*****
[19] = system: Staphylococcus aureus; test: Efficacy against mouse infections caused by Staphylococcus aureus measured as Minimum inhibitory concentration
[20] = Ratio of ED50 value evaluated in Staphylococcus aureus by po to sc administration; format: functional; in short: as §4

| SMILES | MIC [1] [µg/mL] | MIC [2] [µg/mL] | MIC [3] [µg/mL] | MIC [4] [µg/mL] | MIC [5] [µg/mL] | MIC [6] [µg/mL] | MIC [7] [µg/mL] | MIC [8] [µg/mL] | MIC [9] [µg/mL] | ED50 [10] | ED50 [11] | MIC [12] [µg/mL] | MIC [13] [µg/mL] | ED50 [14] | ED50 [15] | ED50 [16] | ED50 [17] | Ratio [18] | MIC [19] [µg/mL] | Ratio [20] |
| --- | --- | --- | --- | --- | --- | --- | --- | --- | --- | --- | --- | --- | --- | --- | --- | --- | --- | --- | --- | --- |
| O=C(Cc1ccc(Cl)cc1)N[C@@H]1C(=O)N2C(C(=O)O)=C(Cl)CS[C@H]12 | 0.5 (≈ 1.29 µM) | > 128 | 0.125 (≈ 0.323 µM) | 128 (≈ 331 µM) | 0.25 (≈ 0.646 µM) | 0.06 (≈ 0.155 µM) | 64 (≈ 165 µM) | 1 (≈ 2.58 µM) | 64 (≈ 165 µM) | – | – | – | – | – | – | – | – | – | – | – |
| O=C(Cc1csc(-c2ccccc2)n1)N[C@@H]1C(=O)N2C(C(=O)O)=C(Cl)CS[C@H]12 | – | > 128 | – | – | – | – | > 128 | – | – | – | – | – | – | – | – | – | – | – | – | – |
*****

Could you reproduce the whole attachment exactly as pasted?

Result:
[19] = system: Staphylococcus aureus; test: Efficacy against mouse infections caused by Staphylococcus aureus measured as Minimum inhibitory concentration
[20] = Ratio of ED50 value evaluated in Staphylococcus aureus by po to sc administration; format: functional; in short: as §4

| SMILES | MIC [1] [µg/mL] | MIC [2] [µg/mL] | MIC [3] [µg/mL] | MIC [4] [µg/mL] | MIC [5] [µg/mL] | MIC [6] [µg/mL] | MIC [7] [µg/mL] | MIC [8] [µg/mL] | MIC [9] [µg/mL] | ED50 [10] | ED50 [11] | MIC [12] [µg/mL] | MIC [13] [µg/mL] | ED50 [14] | ED50 [15] | ED50 [16] | ED50 [17] | Ratio [18] | MIC [19] [µg/mL] | Ratio [20] |
| --- | --- | --- | --- | --- | --- | --- | --- | --- | --- | --- | --- | --- | --- | --- | --- | --- | --- | --- | --- | --- |
| O=C(Cc1ccc(Cl)cc1)N[C@@H]1C(=O)N2C(C(=O)O)=C(Cl)CS[C@H]12 | 0.5 (≈ 1.29 µM) | > 128 | 0.125 (≈ 0.323 µM) | 128 (≈ 331 µM) | 0.25 (≈ 0.646 µM) | 0.06 (≈ 0.155 µM) | 64 (≈ 165 µM) | 1 (≈ 2.58 µM) | 64 (≈ 165 µM) | – | – | – | – | – | – | – | – | – | – | – |
| O=C(Cc1csc(-c2ccccc2)n1)N[C@@H]1C(=O)N2C(C(=O)O)=C(Cl)CS[C@H]12 | – | > 128 | – | – | – | – | > 128 | – | – | – | – | – | – | – | – | – | – | – | – | – |